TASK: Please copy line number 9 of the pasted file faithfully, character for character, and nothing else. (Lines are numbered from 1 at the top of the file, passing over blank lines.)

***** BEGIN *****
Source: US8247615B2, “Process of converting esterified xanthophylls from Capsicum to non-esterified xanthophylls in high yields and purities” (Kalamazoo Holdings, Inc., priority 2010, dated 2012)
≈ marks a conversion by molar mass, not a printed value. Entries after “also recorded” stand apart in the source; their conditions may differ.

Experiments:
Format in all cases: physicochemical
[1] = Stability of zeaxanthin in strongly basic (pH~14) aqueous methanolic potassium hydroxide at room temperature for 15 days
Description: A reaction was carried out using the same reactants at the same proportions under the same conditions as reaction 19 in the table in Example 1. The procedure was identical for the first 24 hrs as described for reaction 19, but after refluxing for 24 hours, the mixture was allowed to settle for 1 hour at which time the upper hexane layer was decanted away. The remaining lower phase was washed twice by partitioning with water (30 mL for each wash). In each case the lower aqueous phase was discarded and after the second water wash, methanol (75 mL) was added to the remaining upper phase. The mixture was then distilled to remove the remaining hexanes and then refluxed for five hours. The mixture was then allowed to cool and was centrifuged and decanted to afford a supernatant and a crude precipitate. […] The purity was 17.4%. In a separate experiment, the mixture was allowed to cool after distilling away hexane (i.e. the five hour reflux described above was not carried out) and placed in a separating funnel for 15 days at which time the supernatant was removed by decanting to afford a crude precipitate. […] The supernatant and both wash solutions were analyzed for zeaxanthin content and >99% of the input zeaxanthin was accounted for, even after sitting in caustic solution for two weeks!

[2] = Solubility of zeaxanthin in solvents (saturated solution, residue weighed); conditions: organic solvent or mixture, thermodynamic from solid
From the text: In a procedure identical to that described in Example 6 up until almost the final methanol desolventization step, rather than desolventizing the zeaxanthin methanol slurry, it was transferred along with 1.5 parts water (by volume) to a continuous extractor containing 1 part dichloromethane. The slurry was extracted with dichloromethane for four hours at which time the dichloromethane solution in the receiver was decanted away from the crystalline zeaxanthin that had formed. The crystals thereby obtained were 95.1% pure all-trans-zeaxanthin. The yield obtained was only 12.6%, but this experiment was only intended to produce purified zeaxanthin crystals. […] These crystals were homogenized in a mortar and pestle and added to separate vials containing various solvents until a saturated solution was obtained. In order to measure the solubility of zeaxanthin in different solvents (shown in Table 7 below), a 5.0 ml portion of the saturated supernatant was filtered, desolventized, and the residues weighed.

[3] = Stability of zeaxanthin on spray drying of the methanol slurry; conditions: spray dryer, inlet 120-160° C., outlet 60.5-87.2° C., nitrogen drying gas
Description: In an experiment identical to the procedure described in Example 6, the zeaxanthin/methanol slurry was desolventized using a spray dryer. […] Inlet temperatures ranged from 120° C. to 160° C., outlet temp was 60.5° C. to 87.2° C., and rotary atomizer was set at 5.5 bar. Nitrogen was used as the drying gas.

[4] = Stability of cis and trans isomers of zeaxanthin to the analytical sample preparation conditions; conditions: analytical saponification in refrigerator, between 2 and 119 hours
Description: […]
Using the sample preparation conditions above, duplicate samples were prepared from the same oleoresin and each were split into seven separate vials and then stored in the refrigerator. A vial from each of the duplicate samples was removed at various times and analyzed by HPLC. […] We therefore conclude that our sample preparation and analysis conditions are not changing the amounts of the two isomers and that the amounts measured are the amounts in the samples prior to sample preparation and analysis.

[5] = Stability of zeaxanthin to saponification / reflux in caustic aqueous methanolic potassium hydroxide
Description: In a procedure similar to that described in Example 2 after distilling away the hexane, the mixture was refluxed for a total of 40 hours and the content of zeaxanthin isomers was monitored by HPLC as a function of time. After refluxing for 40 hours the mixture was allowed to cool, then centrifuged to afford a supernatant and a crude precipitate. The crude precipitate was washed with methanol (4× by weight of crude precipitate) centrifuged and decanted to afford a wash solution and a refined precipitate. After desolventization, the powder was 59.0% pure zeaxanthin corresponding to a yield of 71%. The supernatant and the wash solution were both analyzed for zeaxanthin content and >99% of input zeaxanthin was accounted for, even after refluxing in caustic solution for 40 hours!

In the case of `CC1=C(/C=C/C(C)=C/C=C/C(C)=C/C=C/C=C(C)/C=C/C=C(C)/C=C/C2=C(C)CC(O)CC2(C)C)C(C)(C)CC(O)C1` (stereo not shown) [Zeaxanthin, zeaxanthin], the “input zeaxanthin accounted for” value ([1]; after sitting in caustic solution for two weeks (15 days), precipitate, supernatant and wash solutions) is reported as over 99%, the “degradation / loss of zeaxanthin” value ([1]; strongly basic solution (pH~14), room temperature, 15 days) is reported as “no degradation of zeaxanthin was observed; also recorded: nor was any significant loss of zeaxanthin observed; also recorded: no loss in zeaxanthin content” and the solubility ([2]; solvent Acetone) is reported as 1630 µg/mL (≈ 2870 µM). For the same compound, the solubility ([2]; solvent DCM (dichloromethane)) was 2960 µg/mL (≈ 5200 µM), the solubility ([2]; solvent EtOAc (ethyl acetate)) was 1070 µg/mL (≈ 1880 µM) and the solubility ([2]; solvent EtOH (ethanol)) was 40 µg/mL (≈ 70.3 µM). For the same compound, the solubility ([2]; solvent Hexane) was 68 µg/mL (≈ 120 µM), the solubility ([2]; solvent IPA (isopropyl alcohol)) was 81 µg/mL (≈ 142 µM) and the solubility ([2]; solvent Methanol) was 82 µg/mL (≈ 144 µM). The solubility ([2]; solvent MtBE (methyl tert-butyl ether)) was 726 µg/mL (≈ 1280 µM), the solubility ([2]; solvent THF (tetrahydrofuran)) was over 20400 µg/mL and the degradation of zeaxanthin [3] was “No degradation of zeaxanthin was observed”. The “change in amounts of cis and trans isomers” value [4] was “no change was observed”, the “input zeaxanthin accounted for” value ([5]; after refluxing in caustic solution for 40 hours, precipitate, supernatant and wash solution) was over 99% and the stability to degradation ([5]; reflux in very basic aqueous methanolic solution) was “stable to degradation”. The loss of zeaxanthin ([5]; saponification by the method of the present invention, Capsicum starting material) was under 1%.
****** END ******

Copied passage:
[3] = Stability of zeaxanthin on spray drying of the methanol slurry; conditions: spray dryer, inlet 120-160° C., outlet 60.5-87.2° C., nitrogen drying gas